"Family residential centers provide a safe location for family units encountered by the Border Patrol as they are processed for release into the United States with notices to appear in immigration court," ICE spokeswoman Danielle Bennett said in a written statement. "U.S. Immigration and Customs Enforcement (ICE) ensures that these residential centers operate in an open environment, which includes medical care, play rooms, social workers, educational services, and access to legal counsel."

A Department of Homeland Security spokesman also defended the facilities when asked about the doctors' concerns.

"DHS takes our responsibility to care for those in our custody extremely seriously," he said. "We do everything in our power to ensure the safety of every child in our detention facilities."

 

Deciding to speak out

 

When Allen and McPherson decided to speak out, they reached out to the Government Accountability Project, known for its work protecting whistleblowers, and asked for help.

They also spoke with their families and warned them there'd be a long road ahead. McPherson told her neighbors that TV cameras might show up on their street.

Then they braced themselves.

Dana Gold, senior counsel for the Government Accountability Project, represents Allen and McPherson and says whistleblowers like them often face serious repercussions.

"It could be disparagement. It could be tremendous amounts of hostility. They could be blacklisted in their field," she says.

So far, the doctors say they haven't faced professional pushback. In fact, they've been honored for taking a stand by groups like Physicians for Human Rights and the Ridenhour Truth-Telling Prizes.

But they're still aware that each time they share their story, they're taking the risk all over again.

"To some extent I'm still nervous. I think we live in a time where sort of normal decency and normal rules don't seem to apply, and people can be quite vicious," Allen says. "So I'm not cavalier about our situation. ... We try to proceed at each step cautiously while at the same time doing what we have to do."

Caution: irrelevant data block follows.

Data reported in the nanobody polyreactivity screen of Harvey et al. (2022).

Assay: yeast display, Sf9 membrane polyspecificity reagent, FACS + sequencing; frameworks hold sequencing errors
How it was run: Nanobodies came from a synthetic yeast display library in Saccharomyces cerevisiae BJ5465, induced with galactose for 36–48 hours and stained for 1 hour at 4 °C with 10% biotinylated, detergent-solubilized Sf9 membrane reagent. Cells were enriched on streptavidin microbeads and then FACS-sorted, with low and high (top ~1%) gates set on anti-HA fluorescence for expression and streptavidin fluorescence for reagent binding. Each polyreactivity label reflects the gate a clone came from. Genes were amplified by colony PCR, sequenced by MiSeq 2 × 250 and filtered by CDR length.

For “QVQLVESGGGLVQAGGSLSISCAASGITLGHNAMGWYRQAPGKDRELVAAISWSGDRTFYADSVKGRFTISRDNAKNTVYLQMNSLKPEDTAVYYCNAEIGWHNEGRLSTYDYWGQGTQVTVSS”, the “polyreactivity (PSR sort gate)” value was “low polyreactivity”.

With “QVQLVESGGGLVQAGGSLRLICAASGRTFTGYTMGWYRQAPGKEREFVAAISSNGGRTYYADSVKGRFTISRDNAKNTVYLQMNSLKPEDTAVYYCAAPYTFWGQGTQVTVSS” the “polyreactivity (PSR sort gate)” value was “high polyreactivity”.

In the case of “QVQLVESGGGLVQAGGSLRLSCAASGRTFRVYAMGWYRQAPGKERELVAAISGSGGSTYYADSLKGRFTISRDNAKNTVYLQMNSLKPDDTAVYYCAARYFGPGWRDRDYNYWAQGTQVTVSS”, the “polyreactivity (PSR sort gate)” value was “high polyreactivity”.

And while they've been lauded by colleagues and friends, there are two things McPherson and Allen say haven't happened since they wrote their first letter to Congress.

The doctors haven't been asked to inspect any family detention facilities again.

And the government's family detention policies haven't changed.

 

Plans to increase detention

 

Three ICE facilities in the United States regularly house detained immigrant families: the South Texas Family Residential Center in Dilley, Texas; the Karnes County Residential Center in Karnes City, Texas; and the Berks Family Residential Center in Leesport, Pennsylvania.

As of last week, more than 1,200 family members were in immigrant detention, according to ICE -- 1,223 at Dilley and 13 at Berks. Karnes is temporarily housing only single adult women, ICE says. Officials have said the facility will return to housing families again later this year.

The Trump administration has taken several notable steps in the past year to pave the way for increased family detention:

• In his executive order announcing an end to family separations, President Trump wrote that the administration would keep families together "including by detaining alien families together where appropriate."

• Officials have proposed new regulations that would circumvent a federal court settlement that limits the amount of time children can be detained to 20 days. If implemented, the administration's plan would allow for indefinite family detention.

• In budget requests, officials have repeatedly outlined plans to increase family detention capacity. The White House's proposed 2020 budget includes a plan to expand capacity to 10,000 family detention beds, a request that would quadruple the number of beds currently funded. And a recent emergency budget request to Congress asked for funding to add 960 beds to the Dilley facility.